A Drone Helped Firefighters Combat the London Grenfell Tower Inferno

The London Fire Brigade and Kent’s Fire and Rescue Services collaborated in using a drone to monitor the damage at London’s Grenfell Tower last week in hopes to minimize casualties and gather data.

byMarco Margaritoff|
A Drone Helped Firefighters Combat the London Grenfell Tower Inferno

After the horrific Grenfell Tower incident in London last Wednesday, firefighters opted to use a drone to further examine the damage before sending more firefighters into a potential disaster zone. Fortunately, when tragedy occurs, people have a way of coming together and jointly working on solutions. In this case, it was Kent's Fire and Rescue Service that supplied London's Fire Brigade with a drone that would help observe detailed damage to the structure without risking further life. 

Purchased in 2015 by Kent Fire and Rescue, the drone used contains more than just a simple high-definition camera. Armed with thermal imaging technology, the drone was able to not only supply the fire brigade with a live video feed, but detect any potential body heat within through the building's walls.

We've seen drones being implemented in emergency situations before, and this is a strong argument to continue that approach. The decision to send in the drone came after the number of casualties exceeded 30, at around noon of last Wednesday. The urge to prevent further loss of life was facilitated with Kent Fire and Rescue's drone—an acceptable casualty in contrast to potentially trapping firefighters within the compromised 24-story structure.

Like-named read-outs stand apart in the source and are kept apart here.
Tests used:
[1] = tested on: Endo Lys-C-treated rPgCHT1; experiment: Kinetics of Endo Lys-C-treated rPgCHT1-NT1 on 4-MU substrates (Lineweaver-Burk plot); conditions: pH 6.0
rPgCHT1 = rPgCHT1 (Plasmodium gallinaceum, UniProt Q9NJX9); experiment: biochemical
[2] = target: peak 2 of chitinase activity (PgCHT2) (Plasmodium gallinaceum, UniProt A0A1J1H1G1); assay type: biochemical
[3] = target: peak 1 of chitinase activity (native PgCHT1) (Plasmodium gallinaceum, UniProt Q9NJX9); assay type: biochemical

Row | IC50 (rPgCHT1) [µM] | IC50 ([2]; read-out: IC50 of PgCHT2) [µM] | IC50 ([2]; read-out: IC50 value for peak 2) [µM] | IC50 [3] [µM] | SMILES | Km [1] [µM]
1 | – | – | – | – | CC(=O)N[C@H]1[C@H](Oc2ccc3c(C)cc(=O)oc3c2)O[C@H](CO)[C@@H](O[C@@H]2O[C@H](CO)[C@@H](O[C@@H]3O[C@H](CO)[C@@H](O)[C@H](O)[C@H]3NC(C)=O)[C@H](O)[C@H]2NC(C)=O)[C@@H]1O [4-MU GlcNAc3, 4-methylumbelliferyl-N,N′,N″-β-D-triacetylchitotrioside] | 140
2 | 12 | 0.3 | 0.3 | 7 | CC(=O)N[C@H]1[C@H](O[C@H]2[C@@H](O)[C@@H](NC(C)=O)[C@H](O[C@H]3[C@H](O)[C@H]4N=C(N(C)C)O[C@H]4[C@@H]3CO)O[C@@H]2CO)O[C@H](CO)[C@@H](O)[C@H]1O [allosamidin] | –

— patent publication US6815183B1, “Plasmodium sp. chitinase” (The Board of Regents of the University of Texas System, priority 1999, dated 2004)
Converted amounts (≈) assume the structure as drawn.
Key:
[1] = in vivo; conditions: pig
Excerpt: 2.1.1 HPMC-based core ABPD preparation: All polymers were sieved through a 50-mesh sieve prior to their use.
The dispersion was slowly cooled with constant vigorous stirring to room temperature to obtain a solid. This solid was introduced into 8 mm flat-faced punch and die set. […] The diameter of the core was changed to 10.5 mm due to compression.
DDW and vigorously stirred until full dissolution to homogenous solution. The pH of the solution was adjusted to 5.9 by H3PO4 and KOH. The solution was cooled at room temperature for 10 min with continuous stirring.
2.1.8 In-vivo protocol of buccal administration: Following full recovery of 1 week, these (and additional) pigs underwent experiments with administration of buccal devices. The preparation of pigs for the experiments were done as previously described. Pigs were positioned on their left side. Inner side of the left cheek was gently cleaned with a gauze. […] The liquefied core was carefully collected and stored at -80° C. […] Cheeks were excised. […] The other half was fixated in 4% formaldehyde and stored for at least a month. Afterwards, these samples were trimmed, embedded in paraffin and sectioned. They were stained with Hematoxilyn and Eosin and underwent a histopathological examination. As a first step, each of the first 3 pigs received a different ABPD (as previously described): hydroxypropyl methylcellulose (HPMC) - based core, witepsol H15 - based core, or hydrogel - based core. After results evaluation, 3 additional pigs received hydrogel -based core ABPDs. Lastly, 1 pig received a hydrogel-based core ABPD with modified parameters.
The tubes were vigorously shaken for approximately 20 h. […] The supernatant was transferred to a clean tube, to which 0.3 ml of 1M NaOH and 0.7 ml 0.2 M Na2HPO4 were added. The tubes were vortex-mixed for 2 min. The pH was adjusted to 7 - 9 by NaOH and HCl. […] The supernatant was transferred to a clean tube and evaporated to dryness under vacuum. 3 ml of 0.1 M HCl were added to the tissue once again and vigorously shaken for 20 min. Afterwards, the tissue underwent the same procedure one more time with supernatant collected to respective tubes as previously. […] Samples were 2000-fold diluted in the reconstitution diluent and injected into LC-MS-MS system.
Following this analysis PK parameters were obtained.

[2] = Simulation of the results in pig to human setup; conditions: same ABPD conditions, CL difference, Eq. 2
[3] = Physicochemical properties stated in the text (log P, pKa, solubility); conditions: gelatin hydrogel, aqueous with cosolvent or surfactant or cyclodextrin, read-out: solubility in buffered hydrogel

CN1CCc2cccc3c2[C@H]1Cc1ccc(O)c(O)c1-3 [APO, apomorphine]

According to a spokesman for London's Fire Brigade, via Newsweek, the primary function of the drone was "to help monitor the building" and use its data-gathering capabilities to reassess the fire brigade's rescue approach. In other words, "a building can sometimes be too dangerous" to enter after a fire, as its structural integrity could be compromised, according to Kent Fire and Rescue's station manager, Adam Green. Of course, the drone is simply a part of the solution, and doesn't entirely resolve the situation on its own, "But for investigation work, you might be able to see where it started from the burn pattern from the air," said Green.

While the investigation is ongoing and there are currently no signs of the fire being set intentionally, the cooperation between Fire and Rescue and the Fire Brigade is heartwarming to witness. According to the company that built the drone used at Grenfell, Aeryon, 43 fire and rescue services worldwide had tested their product by last November, and the demand just seems to keep growing. The results are definitely efficient and preventative of further human loss of life, and lead to encouraging collaboration between agencies, such as the one at Grenfell. London Fire Brigade Commissioner, Dany Cotton, publicly thanked Kent's Fire and Rescue Service on Twitter and shared a photo of the drone in action. 

As you can see from the replies, the thanks were appreciated, and mutual. This is the kind of drone news that lifts spirits.

As the investigation continues, we at The Drive will make sure to report on any developments of what occurred at Grenfell Tower. What is clear, currently, is that the London Fire Brigade and Kent's Fire and Rescue Services deserve massive respect and support, in part for deciding to use a drone when it really matters.